A further step would be taking down in out­line form speeches to which we listen. Out­lining another's materials, orally presented, de­velops our powers of analysis and our ability to construct workable outlines. It is good discipline, and should yield profitable results, but it may not be easy. Some of the matter which we hear may not lend itself readily to outlining. Poor delivery sometimes detracts from a very able, logical sequence of thought; and a striking delivery, on the other hand, may embellish a correspondingly poor line of thinking.

From this point on we should set to work faithfully to outline our own materials, highly resolving never to present any topic by spoken or written word without first making an out­line as a framework upon which to build. A set of symbols must be selected whereby one may indicate proper sequence and the relative importance of the thoughts he is placing in his outline. A series of symbols as follows might be adopted in this order, and with this indention:

(See PDF)

Then for further subheadings, these same symbols could be repeated, placed in parenthesis, with the proper indention :

(See PDF)

For beginning the practice in outlining, one should choose a rather restricted subject—a topical sermon subject, for instance. In gen­eral, each subject can be divided roughly into three main parts—the introduction, the body, and the conclusion, of which the introduction and conclusion deserve most careful wording, and the body careful outlining. In preparing the outline, divide the body of the study into several main headings, by picking out the leading key thoughts, and arrange them on paper in logical sequence. The next step is to concentrate upon one of these main head­ings, and to bring into view all the details that belong with it. These details must be logically arranged according to importance, just as was done in the case of the main ideas. Each main heading is thus dealt with in turn.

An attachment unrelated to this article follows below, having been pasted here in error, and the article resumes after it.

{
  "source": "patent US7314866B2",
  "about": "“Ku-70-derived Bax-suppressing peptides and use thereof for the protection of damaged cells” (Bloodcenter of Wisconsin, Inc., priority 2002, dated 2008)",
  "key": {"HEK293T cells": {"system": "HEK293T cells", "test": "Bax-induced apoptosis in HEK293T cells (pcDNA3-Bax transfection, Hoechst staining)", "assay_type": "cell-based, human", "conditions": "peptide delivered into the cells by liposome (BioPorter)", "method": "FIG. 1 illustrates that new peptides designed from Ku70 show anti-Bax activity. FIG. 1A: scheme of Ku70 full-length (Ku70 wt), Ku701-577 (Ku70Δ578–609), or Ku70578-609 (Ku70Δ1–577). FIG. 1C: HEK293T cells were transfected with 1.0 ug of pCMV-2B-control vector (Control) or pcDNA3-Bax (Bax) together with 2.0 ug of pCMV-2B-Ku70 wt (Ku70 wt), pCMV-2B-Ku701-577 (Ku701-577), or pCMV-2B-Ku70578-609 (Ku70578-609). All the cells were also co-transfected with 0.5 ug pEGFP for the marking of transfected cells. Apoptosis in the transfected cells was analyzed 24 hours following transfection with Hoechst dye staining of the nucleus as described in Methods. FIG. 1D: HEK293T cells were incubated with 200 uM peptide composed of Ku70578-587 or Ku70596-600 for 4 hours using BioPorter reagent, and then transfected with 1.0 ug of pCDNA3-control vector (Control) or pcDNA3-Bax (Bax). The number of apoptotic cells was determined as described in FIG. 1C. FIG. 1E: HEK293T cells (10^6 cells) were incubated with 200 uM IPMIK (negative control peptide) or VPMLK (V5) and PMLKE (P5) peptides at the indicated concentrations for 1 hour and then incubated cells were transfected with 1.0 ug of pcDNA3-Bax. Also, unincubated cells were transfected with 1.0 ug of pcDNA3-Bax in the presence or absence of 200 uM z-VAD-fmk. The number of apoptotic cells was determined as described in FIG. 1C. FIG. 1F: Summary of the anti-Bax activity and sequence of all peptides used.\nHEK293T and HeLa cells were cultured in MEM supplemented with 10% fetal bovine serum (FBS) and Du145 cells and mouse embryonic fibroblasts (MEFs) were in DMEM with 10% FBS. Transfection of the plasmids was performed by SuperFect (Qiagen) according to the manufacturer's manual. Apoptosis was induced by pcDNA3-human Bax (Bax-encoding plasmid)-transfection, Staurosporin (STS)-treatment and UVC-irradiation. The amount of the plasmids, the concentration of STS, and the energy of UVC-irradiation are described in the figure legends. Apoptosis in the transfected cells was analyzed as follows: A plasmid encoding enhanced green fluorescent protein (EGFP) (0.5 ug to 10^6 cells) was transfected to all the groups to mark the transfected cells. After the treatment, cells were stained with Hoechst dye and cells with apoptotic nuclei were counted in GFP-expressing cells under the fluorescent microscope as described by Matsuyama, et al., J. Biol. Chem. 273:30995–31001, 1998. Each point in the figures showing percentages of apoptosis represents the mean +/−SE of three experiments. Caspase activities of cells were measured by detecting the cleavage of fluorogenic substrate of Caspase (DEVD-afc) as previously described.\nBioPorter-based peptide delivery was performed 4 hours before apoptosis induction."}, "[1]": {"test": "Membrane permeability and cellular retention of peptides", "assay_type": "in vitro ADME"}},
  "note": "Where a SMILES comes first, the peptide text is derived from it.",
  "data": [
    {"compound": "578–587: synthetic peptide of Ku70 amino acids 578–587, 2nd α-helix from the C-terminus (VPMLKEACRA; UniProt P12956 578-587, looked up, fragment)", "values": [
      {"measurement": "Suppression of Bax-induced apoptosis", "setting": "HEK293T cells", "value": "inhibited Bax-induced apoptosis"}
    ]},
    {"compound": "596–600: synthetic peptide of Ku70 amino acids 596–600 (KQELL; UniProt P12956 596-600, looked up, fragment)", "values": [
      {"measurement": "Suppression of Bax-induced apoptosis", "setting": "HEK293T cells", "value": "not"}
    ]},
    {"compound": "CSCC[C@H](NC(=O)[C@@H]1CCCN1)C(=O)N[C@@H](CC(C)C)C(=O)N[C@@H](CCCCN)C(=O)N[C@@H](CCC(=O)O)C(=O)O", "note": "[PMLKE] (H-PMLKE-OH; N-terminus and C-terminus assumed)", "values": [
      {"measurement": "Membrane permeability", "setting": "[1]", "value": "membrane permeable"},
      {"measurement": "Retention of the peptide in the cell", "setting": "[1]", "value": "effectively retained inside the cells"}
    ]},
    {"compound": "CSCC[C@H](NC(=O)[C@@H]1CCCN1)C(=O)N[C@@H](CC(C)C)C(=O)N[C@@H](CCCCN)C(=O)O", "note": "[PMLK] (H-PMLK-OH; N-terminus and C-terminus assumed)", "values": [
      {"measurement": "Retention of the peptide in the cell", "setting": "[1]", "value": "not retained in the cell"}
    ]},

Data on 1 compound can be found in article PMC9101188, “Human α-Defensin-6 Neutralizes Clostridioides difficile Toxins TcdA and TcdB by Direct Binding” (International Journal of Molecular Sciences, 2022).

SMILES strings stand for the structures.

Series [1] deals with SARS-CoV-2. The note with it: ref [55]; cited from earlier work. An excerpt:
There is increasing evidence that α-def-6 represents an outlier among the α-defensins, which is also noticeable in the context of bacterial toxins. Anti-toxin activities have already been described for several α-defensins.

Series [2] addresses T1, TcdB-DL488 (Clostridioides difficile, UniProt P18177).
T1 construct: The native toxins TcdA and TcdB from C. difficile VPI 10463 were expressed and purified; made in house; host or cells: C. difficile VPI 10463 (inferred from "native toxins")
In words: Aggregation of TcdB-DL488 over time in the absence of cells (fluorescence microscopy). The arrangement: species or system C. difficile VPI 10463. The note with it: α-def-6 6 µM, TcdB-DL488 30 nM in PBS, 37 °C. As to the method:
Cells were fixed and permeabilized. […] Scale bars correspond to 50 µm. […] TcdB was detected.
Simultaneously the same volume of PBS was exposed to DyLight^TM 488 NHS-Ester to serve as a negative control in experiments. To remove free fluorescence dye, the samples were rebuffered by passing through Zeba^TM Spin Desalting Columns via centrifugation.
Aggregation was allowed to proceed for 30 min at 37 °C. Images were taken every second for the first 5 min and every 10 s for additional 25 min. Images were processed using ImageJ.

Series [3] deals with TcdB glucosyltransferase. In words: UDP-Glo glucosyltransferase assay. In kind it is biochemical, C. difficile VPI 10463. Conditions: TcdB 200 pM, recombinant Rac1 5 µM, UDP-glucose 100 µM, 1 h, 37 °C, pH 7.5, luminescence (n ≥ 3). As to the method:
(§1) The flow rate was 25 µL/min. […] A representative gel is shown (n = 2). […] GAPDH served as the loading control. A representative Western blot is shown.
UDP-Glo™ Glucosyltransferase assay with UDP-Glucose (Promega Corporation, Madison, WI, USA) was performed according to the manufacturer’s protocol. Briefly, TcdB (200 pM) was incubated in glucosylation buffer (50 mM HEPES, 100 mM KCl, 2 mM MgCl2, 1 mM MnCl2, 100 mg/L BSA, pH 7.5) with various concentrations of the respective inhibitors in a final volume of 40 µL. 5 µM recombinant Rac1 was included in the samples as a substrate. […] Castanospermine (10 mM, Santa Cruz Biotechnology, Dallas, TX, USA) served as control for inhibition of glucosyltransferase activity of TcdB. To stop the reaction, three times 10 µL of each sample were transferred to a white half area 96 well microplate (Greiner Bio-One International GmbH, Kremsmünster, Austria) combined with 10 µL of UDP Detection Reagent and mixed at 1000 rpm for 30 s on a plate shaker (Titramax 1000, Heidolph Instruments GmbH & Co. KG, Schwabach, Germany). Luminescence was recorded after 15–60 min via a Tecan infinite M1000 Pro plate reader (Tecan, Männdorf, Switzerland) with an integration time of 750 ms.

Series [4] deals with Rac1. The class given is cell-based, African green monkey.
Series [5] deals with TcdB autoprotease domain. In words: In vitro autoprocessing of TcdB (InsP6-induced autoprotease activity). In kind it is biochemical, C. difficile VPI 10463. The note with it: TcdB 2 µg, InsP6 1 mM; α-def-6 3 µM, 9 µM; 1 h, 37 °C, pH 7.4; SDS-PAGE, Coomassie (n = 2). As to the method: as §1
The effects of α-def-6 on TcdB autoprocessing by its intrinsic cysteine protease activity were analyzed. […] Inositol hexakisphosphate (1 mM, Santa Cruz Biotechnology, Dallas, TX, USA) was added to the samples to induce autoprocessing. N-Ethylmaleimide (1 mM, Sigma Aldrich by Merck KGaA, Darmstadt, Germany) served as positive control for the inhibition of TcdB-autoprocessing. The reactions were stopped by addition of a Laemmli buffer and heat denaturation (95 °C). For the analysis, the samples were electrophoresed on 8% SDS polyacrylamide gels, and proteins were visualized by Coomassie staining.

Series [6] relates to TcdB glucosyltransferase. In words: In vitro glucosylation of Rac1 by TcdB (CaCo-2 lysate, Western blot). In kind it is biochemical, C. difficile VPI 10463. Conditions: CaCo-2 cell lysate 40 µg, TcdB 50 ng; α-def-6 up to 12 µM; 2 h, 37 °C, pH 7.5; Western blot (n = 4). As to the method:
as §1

Caution must be observed to make sure that the main headings are really the leading ideas upon which the topic depends, and that the thoughts put down in a subordinate order are really subordinate. Some speakers and writ­ers put down on a large sheet of paper or on individual slips, their thoughts on a subject, just as they come to mind in their thinking or reading. Then they work these unclassified ideas into the outline as it is built. The more widely and deeply the subject is known, the more readily will the outline be built.

Oftentimes simplicity is the secret of suc­cess in outlining, just as simplicity is likely to be the secret of success in the speech or essay which is built from an outline. The first simple and brief outline I learned to use in preaching on the destruction of the wicked was a very simple one (presented below), and I have not found a better in my later preaching.


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By F. H. YOST, Professor of Church History, S.D.A Theological Seminary

February 1941